TIAA-CREF of New York, the $255 billion money manager, is taking steps to expand its new mutual fund business.
TIAA-CREF plans to offer seven institutional mutual funds for special state-sponsored college savings programs. The addition of the funds comes after California's state treasurer, Philip Angelides, announced April 10 that TIAA-CREF has been recommended to run a California tax-deferred college savings program which is expected to attract more than 200,000 participants. A special state board overseeing the savings program is expected to act on the TIAA-CREF nomination by this summer.
The world's largest pension system began managing a similar tax-deferred savings program for New York state in September. New York's College Savings Program already has accumulated $172 million in assets.
In addition to the state college savings programs, TIAA-CREF may offer its new institutional funds to clients of its trust business, a group the firm started in July to provide advice and estate planning services, TIAA-CREF said. The firm may add other classes of the institutional funds in the future.
The new funds "will give TIAA-CREF more flexibility to respond to future business opportunities for which institutional mutual funds, rather than TIAA-CREF's existing retail mutual funds, might be more appropriate," TIAA-CREF said in a statement.
TIAA-CREF filed a registration statement with the SEC on April 20 for the institutional funds. The company confirmed key points in the filing in a statement but declined to comment further about the institutional funds, citing federal securities laws limitations while the funds' registration statement is pending before the SEC.
The seven funds include an international equity, growth, growth and income, equity index, social choice, bond and money market fund. Each of the funds is similar to existing TIAA-CREF mutual funds or variable annuities.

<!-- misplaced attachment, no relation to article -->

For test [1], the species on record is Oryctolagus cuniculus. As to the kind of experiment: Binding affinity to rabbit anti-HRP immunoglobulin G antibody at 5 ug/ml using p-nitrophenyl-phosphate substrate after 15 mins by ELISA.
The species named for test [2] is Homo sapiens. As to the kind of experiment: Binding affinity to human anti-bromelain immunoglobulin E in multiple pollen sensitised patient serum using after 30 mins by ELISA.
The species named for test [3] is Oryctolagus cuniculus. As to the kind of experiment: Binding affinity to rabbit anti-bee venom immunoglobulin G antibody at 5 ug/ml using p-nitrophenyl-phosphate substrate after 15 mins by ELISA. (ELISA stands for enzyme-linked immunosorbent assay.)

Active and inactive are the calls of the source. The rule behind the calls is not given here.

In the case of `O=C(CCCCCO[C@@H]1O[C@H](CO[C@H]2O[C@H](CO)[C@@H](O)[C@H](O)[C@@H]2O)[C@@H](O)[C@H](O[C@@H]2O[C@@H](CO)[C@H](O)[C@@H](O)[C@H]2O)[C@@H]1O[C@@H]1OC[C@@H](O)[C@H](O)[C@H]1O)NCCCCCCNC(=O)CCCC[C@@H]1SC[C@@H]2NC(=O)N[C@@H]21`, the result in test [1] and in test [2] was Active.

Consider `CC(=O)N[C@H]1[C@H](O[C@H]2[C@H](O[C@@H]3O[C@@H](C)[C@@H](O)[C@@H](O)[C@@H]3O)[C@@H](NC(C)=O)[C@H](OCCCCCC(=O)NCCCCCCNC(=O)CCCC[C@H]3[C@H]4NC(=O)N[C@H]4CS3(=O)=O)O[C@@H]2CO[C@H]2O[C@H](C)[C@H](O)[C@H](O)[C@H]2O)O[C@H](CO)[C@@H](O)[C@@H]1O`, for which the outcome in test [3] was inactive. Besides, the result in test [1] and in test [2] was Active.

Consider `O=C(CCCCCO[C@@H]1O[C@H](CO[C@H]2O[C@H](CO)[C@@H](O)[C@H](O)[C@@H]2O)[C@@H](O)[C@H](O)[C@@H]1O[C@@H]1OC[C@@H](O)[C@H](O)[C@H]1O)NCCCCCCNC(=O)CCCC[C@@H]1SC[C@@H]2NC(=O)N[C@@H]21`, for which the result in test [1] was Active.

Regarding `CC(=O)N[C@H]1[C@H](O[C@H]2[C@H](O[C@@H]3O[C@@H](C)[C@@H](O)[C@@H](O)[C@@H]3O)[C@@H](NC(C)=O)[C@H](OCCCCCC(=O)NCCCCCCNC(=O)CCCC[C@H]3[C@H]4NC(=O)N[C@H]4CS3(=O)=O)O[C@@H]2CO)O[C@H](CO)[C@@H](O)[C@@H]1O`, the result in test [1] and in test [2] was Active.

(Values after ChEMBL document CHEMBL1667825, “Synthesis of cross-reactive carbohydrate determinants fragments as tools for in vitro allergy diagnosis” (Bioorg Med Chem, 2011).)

TIAA-CREF, which stands for the Teachers Insurance & Annuity Association-College Retirement Equities Fund, serves approximately two million pension system participants. Historically, TIAA-CREF investors had been employees of education and research institutions who have purchased annuities and life insurance.
The company began offering retail mutual funds to its educational and research base in September, 1997 and expanded fund sales to the general public in February, 1998. TIAA-CREF mutual funds had nearly $1.4 billion in assets under management as of March 31, said Claire Sheahan, a spokesperson for TIAA-CREF.
TIAA-CREF's retail sales came after Congress repealed TIAA-CREF's tax exempt status, effective in 1998. Despite the loss of its tax exemption, TIAA-CREF has continued to keep expenses low, operating like a non-profit in the fees it charges.
"We view low expenses as a cornerstone," Sheahan said.
In that respect, TIAA-CREF resembles the Vanguard Group of Valley Forge, Pa., said Geoffrey Bobroff, a mutual fund company consultant in East Greenwich, R.I. Vanguard is a mutual company owned by its funds. It passes along the benefit of decreased expenses to investors. TIAA-CREF is taking much the same tack by keeping its expenses low, said Bobroff.
"In some regards, they're becoming Vanguard II," Bobroff said.
Industry executives have watched TIAA-CREF's moves closely because of its low-cost products, size and investor base. Executives have been curious to see if the firm can expand its distribution to become a force in the sale of retail funds.